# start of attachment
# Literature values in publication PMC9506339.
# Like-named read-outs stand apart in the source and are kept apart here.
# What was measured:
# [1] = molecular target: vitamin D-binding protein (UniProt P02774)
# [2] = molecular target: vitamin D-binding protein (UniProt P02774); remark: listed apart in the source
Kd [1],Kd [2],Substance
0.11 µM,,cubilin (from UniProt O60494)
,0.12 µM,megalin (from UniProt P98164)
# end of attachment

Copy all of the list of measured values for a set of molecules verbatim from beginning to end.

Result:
# Literature values in publication PMC9506339.
# Like-named read-outs stand apart in the source and are kept apart here.
# What was measured:
# [1] = molecular target: vitamin D-binding protein (UniProt P02774)
# [2] = molecular target: vitamin D-binding protein (UniProt P02774); remark: listed apart in the source
Kd [1],Kd [2],Substance
0.11 µM,,cubilin (from UniProt O60494)
,0.12 µM,megalin (from UniProt P98164)